In SQL Server Integration Services, connection managers are used as gateways for most any external read and write operation. Connection managers are type- and format-specific, and in the case of relational database connection managers, they are usually specific to vendor (Oracle, DB2, etc.) as well.
In most use cases, the same connection will be used across multiple packages in the same project. In early versions of SSIS (pre-2012), each package would have its own connection manager for every connection used in that package. Creating and maintaining all those connection managers could be time-consuming as the number of packages grows. Starting with SQL Server 2012, Microsoft added project connections to SSIS, allowing for the creation of connections that were accessible across all packages in a project. Instead of having to create a copy of each connection manager in every package, developers can now simply create the connection at the project level. Project connections will automatically show up in the connection manager tray for all packages in that project.
In this SSIS Basics post, I’ll share how project connections in SSIS can be used to reduce the number of distinct connection managers in a single project.
Project Connections in SSIS
Project connections in SSIS work nearly identically to their package-scoped counterparts. The only difference is that project connections can be created just once and then used by any package in that project.
As shown, any project connection automatically has the designation (project) prepended to the name to clearly indicate that it is a project connection. Those without this designation are package connections, and are only accessible from within that package.
Project connections will also appear in the Solution Explorer window, under the Connection Managers tab.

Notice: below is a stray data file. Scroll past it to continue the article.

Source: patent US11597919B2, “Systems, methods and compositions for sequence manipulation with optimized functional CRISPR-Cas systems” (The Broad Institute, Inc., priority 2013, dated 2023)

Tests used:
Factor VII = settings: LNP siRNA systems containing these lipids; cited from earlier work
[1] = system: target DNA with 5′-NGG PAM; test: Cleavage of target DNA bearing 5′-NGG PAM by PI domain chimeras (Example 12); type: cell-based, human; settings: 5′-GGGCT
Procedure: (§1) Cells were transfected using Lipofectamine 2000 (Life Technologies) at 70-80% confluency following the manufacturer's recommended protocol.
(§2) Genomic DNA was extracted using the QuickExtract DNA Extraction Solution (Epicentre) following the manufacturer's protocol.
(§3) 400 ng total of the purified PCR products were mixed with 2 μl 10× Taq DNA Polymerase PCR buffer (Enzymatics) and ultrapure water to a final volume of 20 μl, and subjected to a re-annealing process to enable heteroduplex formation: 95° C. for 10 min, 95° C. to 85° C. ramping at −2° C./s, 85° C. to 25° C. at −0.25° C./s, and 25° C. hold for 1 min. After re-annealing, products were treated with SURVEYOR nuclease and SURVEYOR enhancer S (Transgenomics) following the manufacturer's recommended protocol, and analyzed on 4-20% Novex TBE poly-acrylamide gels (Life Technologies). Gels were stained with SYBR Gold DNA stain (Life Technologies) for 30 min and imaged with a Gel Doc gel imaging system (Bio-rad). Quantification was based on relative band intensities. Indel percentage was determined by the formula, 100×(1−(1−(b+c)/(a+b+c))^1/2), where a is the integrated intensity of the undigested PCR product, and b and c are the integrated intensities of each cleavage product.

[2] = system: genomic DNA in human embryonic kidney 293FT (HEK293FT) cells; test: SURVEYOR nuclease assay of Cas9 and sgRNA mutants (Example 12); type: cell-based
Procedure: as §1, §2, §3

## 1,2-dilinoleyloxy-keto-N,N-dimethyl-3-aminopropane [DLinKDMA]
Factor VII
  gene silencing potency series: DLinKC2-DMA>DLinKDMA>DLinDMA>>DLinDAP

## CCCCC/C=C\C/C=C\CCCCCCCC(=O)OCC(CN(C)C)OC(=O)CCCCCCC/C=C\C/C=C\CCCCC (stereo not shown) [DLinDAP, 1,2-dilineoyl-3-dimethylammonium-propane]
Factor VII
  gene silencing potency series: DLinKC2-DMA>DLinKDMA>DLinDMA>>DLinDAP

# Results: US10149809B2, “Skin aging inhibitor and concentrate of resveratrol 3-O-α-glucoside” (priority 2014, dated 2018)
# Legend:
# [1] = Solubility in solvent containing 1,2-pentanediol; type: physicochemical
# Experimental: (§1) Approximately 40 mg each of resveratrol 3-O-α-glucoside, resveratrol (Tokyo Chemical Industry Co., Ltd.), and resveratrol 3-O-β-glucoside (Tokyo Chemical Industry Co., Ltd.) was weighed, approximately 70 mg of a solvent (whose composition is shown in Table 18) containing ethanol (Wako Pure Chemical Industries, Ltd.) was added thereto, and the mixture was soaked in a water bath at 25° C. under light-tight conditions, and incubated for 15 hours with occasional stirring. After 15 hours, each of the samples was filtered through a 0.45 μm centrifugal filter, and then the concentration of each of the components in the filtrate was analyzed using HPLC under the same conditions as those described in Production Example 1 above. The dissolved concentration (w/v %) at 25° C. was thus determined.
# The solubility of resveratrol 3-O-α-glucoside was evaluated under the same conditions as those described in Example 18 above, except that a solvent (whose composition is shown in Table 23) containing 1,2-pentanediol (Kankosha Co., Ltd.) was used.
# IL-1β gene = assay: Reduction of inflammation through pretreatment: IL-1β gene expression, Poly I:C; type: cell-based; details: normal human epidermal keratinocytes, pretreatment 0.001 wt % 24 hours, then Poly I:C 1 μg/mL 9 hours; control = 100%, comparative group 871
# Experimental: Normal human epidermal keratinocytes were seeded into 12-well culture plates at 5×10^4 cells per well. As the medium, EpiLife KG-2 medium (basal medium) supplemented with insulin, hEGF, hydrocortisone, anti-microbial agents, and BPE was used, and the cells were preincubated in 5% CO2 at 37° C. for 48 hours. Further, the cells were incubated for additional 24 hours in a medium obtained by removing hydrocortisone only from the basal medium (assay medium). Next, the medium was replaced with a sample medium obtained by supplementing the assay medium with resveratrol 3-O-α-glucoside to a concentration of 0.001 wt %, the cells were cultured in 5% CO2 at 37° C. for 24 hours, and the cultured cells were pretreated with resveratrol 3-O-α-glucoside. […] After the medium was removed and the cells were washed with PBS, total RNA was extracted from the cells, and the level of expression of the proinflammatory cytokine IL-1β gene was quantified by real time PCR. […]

You can create a new project connection by right-clicking on the Connection Managers node shown above, and walking through the steps to build the connection. Similarly, you can edit or delete an existing project-level connection manager from this same window.
You can also promote an existing package connection to a project connection by right-clicking on the package connection and selecting Convert to Project Connection.
Coincidentally, you can also convert back to a package connection through a similar process. Right-clicking on a project connection will expose an option to Convert to Package Connection. However, you have to be careful when choosing this option. If you convert a project connection to a package connection, that connection will then be visible only in the package in which you are currently working. If you have used the connection in any other packages in that project, those operations will fail because the connection is no longer visible at the project level. You will get a warning message when you attempt to convert a project connection to a package connection.
Finally, if you are using project connections, you can still use dynamic properties such as expressions and parameters. Do be aware that, if you use parameters to configure a project connection, you must use project parameters rather than package parameters. The latter is not accessible beyond the scope of a single package, and therefore would not always be accessible for project connections. Fortunately, the UI for the expression builder limits you to only project parameters when configuring project connections.
In conclusion, the project connection in SSIS is an excellent tool for configuring connections at the project level to minimize the extra work required for sharing connections across multiple packages in a project.